That misdirection also undermines courts themselves. The absurdity of Wednesday's decision is that its procedural arguments avoid the purpose of the law. At minimum, as Justice Sotomayor points out, the majority of the Court is complicit in a transparent effort to delay review of a constitutionally-dubious statute. This sort of behavior justifies suspicion that jurisprudence is no more than partisan politics in another guise. Although he offers different formal reasons, that concern helps explain why Chief Justice Roberts, who is extremely attentive to the Court's reputation, joined the dissenters.
Maybe the worst consequences of judicialization, though, are the bad incentives it offers to elected officials. Because they do not have to take responsibility for abortion policy, they are liberated to take positions that please activists and donors while alienating majorities of voters. For Democrats, that means rejecting popular restrictions on the grounds that courts will find them inconsistent with Roe. For Republicans, it means supporting unpopular measures for the same reason.
In that sense, Roe is a permanent source of fuel for the culture war. By elevating a controversial issue to national attention while depriving legislative institutions of the power to do much about it, it rewards rhetorical posturing, symbolic legislation, and false expectations. It's politics as theater rather than genuine deliberation.
Abortion advocates might argue that the problem would go away if Americans accepted that the question was settled in 1973. The late Sen. Arlen Specter offered a version of that argument in Roberts' 2005 confirmation hearings, when he asked whether the nominee considered Roe a "superprecedent." But the idea that a particular decision can never be questioned, revised, or overturned is bizarre. The final word on recurring constitutional disputes is the amendment process, not a majority opinion.
For these reasons, I hope that the Court takes its upcoming chance to reject Roe. Rather than "banning" abortion, as often claimed, that outcome would return authority to do so to legislatures. In this scenario, legislative majorities Texas or other states that have talked for years of prohibiting abortion could dispense with judicial gamesmanship and pursue their real goal.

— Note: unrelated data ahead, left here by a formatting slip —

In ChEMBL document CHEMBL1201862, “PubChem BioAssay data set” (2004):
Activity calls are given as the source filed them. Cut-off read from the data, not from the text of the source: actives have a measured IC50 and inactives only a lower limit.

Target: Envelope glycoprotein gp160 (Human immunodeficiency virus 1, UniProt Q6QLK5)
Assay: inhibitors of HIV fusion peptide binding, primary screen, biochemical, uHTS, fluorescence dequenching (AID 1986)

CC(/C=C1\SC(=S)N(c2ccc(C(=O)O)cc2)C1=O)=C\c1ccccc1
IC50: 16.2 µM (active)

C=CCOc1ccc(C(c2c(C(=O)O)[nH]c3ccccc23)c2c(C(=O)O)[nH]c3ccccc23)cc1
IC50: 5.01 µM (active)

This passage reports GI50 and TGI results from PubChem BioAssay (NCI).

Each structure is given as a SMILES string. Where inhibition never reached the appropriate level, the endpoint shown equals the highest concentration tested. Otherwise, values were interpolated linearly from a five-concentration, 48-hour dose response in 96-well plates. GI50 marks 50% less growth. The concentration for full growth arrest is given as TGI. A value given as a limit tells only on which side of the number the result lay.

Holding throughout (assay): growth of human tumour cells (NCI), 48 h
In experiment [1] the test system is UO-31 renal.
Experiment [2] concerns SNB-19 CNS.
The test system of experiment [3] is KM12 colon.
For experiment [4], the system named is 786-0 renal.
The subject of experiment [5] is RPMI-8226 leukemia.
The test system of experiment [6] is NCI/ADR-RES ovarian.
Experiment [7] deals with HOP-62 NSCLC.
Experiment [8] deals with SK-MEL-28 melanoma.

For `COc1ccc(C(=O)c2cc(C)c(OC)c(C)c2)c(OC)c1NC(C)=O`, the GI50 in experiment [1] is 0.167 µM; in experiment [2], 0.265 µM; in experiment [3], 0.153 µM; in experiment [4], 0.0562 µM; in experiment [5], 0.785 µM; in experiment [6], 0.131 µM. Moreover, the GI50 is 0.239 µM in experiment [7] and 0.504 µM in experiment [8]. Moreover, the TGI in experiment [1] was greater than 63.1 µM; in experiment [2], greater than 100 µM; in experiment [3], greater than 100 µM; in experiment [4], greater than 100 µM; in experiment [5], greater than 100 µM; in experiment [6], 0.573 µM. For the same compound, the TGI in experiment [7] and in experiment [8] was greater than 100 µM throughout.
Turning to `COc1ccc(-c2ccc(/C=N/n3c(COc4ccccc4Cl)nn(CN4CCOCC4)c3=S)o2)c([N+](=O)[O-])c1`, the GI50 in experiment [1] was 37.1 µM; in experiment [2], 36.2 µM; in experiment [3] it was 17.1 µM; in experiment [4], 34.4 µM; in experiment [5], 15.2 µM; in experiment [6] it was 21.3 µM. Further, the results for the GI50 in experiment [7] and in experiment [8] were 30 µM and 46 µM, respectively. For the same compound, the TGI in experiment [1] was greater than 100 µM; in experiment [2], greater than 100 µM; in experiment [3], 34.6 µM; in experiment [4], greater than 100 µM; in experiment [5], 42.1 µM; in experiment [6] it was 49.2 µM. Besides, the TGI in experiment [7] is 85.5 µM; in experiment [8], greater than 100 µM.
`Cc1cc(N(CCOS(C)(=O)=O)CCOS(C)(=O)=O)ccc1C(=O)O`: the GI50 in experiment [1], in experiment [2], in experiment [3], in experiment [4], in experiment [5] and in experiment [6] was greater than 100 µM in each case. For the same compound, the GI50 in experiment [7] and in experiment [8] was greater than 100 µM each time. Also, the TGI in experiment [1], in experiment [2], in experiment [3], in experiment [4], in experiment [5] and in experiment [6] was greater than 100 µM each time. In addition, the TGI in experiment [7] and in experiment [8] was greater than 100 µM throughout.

Overturning Roe is a long-held dream of the pro-life movement. But abortion opponents should be careful what they wish for. There's considerable variation in opinion among different states. The result would likely be a range of outcomes, ranging from outright bans in a few states, to strict requirements after the first trimester in others, to virtually unrestricted abortion elsewhere. Some states might even experiment with de facto local control. Given the larger populations of more liberal jurisdictions, there's a chance that overturning Roe could lead to fewer restrictions for more Americans. States would also have to address health and enforcement challenges that could turn their voters against the toughest rules.
For advocates of abortion rights, on the other hand, overturning Roe offers an opportunity to re-engage with electoral and legislative politics. Although it provided a policy victory, judicial success transformed abortion liberalization into a defensive, elite-focused movement. Over the last half-century years, by contrast, pro-lifers developed an extraordinary network of genuine activists that not only sustained its explicit cause (despite predictions that the issue would phase), but also provided crucial support to the Republican Party.
Would overturning Roe make our civic life even more messy and contentious? In some ways, it probably would. Another way of looking at it, though, is that returning abortion to the legislative process would give citizens more influence. Rather than pleading for the favor of five robed lords, we'd have to turn to people we directly choose to represent us. That's what we call democracy.